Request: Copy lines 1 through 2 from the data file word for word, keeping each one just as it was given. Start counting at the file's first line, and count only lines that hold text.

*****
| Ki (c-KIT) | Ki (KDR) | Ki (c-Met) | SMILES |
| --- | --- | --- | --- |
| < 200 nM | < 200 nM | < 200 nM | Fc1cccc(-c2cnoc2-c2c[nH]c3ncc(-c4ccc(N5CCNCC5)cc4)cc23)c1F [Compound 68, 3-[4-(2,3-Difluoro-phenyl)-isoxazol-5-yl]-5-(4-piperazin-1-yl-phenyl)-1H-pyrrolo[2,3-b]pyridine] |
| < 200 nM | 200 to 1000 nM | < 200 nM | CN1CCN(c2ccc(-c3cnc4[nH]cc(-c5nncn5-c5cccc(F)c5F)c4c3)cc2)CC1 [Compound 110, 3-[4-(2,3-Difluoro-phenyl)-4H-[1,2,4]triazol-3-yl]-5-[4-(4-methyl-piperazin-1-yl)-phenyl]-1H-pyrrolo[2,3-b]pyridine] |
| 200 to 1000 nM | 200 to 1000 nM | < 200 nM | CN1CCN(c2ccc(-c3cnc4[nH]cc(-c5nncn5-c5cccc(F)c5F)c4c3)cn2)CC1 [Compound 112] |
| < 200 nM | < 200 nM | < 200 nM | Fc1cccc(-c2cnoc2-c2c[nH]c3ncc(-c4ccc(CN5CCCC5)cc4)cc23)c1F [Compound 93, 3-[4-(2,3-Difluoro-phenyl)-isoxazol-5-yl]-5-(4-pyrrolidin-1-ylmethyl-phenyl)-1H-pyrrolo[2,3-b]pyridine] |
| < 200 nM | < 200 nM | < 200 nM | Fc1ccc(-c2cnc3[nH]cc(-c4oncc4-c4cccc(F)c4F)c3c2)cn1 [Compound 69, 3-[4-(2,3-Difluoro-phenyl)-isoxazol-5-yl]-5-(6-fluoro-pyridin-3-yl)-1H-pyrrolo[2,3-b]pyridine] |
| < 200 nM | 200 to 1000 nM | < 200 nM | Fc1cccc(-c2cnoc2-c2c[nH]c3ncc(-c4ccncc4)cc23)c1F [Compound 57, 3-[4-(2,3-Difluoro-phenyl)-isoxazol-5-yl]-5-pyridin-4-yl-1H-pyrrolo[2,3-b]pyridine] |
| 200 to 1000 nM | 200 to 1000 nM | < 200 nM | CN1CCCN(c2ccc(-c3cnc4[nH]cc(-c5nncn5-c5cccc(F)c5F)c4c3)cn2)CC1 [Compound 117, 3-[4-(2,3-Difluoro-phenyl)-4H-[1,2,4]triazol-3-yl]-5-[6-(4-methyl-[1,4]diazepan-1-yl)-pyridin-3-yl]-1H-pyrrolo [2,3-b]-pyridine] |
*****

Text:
| Ki (c-KIT) | Ki (KDR) | Ki (c-Met) | SMILES |
| --- | --- | --- | --- |